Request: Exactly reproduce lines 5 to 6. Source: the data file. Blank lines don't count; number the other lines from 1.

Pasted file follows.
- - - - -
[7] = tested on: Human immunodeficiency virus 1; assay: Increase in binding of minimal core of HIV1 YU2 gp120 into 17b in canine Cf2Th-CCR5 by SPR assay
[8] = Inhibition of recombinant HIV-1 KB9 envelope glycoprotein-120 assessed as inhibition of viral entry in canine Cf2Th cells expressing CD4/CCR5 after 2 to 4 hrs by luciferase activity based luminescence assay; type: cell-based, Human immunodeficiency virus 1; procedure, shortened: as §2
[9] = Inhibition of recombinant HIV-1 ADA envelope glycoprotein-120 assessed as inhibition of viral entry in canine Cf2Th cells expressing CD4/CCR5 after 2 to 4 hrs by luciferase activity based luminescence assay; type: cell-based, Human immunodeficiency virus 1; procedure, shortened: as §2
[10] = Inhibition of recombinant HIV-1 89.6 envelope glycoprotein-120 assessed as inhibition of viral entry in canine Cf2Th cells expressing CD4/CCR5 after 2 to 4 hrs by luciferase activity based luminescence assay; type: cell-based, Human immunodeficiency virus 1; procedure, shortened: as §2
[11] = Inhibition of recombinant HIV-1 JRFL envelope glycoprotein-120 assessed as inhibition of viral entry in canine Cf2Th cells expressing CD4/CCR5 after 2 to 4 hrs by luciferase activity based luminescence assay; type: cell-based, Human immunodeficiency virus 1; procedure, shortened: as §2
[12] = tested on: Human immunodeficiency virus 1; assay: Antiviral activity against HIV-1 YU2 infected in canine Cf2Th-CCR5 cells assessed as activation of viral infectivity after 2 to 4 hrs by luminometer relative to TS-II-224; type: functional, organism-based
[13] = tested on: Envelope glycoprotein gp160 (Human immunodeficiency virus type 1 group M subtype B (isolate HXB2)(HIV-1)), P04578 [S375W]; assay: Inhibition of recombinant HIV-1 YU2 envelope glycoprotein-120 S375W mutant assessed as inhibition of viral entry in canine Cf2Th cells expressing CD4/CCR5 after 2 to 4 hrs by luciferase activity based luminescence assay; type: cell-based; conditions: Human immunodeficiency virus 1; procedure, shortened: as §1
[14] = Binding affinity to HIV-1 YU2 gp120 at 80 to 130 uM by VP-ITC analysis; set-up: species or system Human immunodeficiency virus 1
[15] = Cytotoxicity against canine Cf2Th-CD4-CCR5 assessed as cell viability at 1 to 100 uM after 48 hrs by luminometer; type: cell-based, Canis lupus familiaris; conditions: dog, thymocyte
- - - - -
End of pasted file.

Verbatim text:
[11] = Inhibition of recombinant HIV-1 JRFL envelope glycoprotein-120 assessed as inhibition of viral entry in canine Cf2Th cells expressing CD4/CCR5 after 2 to 4 hrs by luciferase activity based luminescence assay; type: cell-based, Human immunodeficiency virus 1; procedure, shortened: as §2
[12] = tested on: Human immunodeficiency virus 1; assay: Antiviral activity against HIV-1 YU2 infected in canine Cf2Th-CCR5 cells assessed as activation of viral infectivity after 2 to 4 hrs by luminometer relative to TS-II-224; type: functional, organism-based